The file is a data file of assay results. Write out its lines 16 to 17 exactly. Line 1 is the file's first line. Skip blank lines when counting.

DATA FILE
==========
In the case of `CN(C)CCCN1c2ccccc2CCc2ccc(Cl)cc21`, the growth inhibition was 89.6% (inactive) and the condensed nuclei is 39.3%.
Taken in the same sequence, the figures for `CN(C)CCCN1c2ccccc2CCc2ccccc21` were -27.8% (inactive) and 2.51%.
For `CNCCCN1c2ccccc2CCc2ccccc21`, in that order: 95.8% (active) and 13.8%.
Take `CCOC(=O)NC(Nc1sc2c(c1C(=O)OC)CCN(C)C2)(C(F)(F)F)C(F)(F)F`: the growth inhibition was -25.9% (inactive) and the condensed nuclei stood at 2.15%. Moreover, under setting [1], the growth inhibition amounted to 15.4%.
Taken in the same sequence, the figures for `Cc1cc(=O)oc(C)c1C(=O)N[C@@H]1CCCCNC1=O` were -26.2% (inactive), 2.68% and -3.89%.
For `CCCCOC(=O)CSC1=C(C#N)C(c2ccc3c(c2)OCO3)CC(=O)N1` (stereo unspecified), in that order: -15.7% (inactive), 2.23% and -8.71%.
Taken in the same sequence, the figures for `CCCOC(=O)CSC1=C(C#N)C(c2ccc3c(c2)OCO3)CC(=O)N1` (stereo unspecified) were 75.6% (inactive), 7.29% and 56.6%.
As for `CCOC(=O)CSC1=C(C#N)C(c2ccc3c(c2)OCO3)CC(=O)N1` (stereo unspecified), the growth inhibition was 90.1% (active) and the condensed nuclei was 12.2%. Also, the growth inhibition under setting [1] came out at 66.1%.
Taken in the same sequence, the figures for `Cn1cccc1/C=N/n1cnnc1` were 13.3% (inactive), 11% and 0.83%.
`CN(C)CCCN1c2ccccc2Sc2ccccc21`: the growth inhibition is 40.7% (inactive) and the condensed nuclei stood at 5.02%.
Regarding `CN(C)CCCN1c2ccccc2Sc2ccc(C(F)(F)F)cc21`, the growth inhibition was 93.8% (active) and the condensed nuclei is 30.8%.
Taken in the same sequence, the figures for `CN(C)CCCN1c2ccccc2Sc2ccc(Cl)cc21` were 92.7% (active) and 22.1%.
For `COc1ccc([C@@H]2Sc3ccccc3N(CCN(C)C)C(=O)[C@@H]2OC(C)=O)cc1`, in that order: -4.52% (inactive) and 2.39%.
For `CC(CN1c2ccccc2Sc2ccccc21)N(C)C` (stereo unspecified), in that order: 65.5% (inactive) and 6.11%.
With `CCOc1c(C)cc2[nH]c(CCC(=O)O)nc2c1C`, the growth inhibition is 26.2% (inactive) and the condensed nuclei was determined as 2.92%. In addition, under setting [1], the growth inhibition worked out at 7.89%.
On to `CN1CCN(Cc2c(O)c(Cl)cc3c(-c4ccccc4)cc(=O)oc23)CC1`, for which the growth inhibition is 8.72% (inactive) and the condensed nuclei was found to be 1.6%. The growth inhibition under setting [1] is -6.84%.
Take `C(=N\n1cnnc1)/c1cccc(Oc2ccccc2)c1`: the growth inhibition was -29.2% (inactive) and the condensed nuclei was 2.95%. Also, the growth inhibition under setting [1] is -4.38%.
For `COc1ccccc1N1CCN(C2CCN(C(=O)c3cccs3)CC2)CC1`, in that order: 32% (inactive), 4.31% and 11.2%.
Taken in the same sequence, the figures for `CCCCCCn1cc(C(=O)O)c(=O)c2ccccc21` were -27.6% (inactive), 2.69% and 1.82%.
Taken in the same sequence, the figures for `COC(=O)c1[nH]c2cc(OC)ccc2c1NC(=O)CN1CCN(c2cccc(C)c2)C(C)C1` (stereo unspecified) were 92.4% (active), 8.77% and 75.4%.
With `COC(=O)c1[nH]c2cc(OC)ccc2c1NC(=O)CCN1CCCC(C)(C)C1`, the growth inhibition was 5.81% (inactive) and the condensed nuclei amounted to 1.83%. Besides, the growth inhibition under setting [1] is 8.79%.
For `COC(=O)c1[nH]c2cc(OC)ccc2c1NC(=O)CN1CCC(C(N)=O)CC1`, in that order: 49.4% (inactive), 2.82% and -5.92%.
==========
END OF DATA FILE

On to `CN1CCN(Cc2c(O)c(Cl)cc3c(-c4ccccc4)cc(=O)oc23)CC1`, for which the growth inhibition is 8.72% (inactive) and the condensed nuclei was found to be 1.6%. The growth inhibition under setting [1] is -6.84%.
Take `C(=N\n1cnnc1)/c1cccc(Oc2ccccc2)c1`: the growth inhibition was -29.2% (inactive) and the condensed nuclei was 2.95%. Also, the growth inhibition under setting [1] is -4.38%.